The NYISO carbon pricing proposal

The NYISO proposes to fix the price of carbon emissions from electricity generation at the “social cost of carbon,” which is a measure developed by federal agencies and endorsed by New York State agencies.  The social cost of carbon is more than triple the recent market price of CO2 allowances in state cap and trade programs.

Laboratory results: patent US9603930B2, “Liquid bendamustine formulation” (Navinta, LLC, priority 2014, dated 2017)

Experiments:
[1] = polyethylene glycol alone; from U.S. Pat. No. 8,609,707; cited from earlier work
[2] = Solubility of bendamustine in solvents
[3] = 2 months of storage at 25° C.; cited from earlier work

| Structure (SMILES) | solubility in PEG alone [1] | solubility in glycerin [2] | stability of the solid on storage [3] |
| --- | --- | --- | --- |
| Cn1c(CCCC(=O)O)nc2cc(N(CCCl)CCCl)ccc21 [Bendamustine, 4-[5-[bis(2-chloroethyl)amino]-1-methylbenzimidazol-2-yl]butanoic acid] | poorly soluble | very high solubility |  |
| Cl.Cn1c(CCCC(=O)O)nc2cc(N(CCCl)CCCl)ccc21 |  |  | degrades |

The NYISO operates auction-based wholesale electricity markets, which establish market-clearing prices that all suppliers receive and all wholesale purchasers pay.  Suppliers submit bids to the NYISO to provide quantities of electricity at different prices and the highest-priced offer that is needed and accepted to meet electricity demand in each hour sets the single market-clearing price for that hour.  Under competitive market conditions, market clearing prices are determined by the marginal costs of production (i.e., generators’ fuel costs) of the last increment of supply that clears the market.  Today, suppliers’ bids include emission allowance costs, but these are a fraction of the social cost of carbon.  The NYISO’s carbon pricing proposal would require that all suppliers’ bids include the social cost of carbon of all of the CO2 emissions from in-state generation resources that would supply the quantity of power the bids require.